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In Aftermath of Deadly Hurricane Matthew, American Humane Working to Help Animals Displaced by Storm

Major Emergency Aid and Reunification Center Established in South Carolina

OKATIE, SOUTH CAROLINA, October 13, 2016In the deadly aftermath of killer Hurricane Matthew, American Humane, the country’s first national humane organization and the first to serve animals in disasters, has moved its famed animal rescue team and two giant 50-foot emergency rescue vehicles into one of the hardest-hit areas to set up a major ongoing emergency aid and reunification center for pets caught in the catastrophe. 

American Humane’s renowned 100-year-old animal rescue program, is working with the local Palmetto Animal League to help displaced pets at its non-profit shelter in Okatie, and create a Pet Disaster Recovery Center for the region as part of an unprecedented and comprehensive response to rescue and recovery efforts for pets, including distribution of food and pet supplies, veterinary clinics for injured and ill animals, reunifications of pets with their families, and other critical services as needed by the disaster victims.

American Humane Service during Hurricane Matthew

Palmetto Animal League (PAL) is a private, non-profit animal shelter in Okatie that rescues cats and dogs and provides them with a home-like environment until a forever family can be found. PAL currently has 155 cats and 25 dogs in their Adoption Center and even more in foster care, many with significant health and medical needs. Okatie is one of the hardest hit areas of South Carolina, near Hilton Head Island, which suffered from what the governor called “unprecedented damage.”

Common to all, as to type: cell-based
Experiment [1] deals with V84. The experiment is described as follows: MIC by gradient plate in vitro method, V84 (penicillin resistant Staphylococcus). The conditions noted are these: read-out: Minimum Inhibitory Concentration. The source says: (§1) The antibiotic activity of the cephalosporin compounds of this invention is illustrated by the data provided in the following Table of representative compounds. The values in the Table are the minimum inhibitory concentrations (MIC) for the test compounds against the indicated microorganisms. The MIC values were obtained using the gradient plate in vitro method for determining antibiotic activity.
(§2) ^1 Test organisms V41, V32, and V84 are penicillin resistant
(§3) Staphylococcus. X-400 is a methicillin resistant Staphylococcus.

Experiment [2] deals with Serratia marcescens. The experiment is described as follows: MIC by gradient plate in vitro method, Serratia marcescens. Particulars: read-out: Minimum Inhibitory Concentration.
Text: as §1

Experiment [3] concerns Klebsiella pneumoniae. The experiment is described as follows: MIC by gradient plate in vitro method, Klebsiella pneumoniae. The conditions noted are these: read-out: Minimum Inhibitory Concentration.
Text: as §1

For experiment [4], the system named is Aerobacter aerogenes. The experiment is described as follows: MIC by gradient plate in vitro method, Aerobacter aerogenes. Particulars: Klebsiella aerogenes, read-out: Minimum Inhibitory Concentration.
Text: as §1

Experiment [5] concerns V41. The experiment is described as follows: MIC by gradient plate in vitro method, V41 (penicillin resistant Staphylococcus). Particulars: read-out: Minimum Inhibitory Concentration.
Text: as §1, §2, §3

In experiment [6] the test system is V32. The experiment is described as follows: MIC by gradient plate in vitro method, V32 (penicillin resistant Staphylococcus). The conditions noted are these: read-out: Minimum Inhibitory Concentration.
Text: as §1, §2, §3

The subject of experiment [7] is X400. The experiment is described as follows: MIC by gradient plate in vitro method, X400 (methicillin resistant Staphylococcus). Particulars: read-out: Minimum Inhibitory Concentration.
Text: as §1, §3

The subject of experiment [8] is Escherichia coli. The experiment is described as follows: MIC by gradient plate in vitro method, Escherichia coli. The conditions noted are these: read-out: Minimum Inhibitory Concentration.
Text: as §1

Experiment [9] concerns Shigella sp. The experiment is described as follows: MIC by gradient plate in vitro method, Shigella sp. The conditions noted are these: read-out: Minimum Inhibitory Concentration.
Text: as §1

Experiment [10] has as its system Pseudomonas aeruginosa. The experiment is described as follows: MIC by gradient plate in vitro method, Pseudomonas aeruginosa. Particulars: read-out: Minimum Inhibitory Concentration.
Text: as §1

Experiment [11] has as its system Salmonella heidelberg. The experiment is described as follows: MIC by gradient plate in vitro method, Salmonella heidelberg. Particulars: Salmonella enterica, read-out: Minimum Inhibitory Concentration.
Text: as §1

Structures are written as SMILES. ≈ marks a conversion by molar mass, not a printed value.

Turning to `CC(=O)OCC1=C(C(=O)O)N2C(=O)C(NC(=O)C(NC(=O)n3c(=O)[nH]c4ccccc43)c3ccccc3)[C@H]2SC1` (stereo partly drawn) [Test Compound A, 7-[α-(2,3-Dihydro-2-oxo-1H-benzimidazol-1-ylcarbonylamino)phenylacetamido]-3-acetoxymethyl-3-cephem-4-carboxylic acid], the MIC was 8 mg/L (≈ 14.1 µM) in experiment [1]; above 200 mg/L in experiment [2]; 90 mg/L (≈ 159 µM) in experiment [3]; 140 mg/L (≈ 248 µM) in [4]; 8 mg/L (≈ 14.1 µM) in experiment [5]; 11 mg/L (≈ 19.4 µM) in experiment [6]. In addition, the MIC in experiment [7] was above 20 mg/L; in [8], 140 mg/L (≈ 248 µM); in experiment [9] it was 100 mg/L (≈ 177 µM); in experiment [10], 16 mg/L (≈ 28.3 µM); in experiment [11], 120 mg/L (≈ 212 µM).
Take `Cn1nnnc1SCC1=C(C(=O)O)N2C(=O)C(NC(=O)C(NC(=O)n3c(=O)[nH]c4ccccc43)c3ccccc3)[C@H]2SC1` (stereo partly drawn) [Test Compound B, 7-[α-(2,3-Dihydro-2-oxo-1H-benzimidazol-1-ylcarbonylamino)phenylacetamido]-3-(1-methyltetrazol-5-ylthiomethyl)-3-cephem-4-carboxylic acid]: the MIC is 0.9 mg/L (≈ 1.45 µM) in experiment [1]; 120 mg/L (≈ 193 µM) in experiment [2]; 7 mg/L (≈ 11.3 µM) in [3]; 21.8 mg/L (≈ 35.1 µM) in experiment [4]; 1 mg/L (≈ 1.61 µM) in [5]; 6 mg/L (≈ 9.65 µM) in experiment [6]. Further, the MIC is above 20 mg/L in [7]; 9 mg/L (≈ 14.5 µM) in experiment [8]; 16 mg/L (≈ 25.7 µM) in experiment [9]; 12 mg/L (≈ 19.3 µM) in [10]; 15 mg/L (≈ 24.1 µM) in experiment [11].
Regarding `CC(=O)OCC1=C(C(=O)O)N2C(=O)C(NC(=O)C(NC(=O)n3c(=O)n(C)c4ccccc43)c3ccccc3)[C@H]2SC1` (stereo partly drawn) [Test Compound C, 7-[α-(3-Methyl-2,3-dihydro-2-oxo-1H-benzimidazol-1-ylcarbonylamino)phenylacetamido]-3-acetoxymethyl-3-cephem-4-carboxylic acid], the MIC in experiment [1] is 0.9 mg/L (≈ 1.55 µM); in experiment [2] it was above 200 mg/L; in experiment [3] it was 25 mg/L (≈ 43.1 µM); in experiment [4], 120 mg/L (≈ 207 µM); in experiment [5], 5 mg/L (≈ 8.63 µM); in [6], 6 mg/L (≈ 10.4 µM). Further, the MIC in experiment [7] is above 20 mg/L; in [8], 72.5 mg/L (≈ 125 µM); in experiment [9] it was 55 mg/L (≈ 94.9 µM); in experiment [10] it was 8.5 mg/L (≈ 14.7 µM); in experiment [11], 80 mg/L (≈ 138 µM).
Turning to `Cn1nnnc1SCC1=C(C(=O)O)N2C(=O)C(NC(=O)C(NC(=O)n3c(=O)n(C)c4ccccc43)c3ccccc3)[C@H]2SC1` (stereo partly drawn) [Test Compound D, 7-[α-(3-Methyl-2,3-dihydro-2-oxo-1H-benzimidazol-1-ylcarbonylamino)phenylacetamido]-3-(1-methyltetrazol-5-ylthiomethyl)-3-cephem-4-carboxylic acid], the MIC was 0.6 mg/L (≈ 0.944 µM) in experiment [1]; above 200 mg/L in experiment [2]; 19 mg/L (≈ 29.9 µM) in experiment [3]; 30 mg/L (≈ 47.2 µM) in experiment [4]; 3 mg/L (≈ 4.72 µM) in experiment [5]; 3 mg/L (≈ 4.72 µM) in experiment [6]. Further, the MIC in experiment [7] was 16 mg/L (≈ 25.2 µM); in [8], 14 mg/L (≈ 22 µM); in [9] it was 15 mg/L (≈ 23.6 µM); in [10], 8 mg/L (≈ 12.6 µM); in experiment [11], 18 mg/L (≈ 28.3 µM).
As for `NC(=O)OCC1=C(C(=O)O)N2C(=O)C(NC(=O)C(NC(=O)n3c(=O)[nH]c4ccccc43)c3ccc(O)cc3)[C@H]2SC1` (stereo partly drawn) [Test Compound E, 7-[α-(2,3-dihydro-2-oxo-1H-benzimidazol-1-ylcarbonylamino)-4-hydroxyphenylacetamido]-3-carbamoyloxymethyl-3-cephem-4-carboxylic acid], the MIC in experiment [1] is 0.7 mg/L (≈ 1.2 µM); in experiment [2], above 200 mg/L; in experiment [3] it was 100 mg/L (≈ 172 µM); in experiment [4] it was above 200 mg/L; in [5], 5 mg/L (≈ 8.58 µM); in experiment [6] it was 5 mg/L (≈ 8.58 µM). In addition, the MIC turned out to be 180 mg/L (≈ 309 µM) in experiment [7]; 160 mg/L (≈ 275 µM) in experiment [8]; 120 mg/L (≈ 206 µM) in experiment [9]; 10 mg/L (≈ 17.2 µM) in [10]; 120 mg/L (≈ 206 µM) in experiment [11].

“The local PAL shelter reached out to us to help them and their community recover from the disaster, and we will do everything in our power to make a difference for the animal victims and their families,” said Randy Collins, national director of animal rescue for American Humane. “But we also want to make sure the larger region has animal disaster relief services now that the storm is over and the cameras are leaving. The hurricane is gone, but the need is not.”

“Palmetto Animal League is thankful to be teaming up with the American Humane to help provide much-needed services for Lowcountry pet owners affected by the storm,” said Fred Liebert, PAL chairman of the board. “With PAL resources stretched to the limit, American Humane didn’t waste any time setting up their mobile disaster pet recovery center to offer lifesaving emergency supplies and support to the public.”

As killer Hurricane Matthew neared U.S. shores, American Humane rushed its famed rescue team into action. They strategically moved vital equipment into the areas expected to be hardest hit in Florida and South Carolina, including two of its 50-foot emergency rescue vehicles made possible by the support of philanthropist Lois Pope, the Kirkpatrick Foundation, the Donner Foundation, and Banfield Pet Foundation. One of the emergency vehicles was driven nine hours by senior team member Jeff Eyre and his three-legged German Shepherd Dually to help prepare a shelter for 117 cats and 49 dogs in North Myrtle Beach, South Carolina. He, shelter employees and volunteers worked tirelessly over the next 36 hours to prepare for the storm, whose winds were so fierce they actually moved American Humane’s giant F-350 truck. As shelter workers remained sheltered in place in their homes and with their families, Jeff and Dually rode out the storm as the only guardians of the 166 animals in the shelter. When the shelter lost electricity, they used their emergency rescue vehicle to power the entire facility, running fans and preventing the animals from overheating.